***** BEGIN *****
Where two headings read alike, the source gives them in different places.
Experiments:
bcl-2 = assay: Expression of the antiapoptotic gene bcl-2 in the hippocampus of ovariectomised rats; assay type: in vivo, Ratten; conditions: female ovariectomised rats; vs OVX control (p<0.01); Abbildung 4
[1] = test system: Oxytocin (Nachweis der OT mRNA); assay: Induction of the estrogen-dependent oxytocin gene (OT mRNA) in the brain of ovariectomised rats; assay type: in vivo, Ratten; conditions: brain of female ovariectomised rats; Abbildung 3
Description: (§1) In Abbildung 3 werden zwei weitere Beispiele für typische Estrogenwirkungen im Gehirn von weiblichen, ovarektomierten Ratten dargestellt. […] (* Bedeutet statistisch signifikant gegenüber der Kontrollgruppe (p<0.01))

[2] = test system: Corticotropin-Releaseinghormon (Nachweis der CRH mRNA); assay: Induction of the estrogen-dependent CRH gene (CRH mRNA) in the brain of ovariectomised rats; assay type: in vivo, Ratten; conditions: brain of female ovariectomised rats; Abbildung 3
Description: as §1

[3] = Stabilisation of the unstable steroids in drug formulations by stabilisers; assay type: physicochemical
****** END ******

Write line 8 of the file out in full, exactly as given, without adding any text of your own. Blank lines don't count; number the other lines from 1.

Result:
[3] = Stabilisation of the unstable steroids in drug formulations by stabilisers; assay type: physicochemical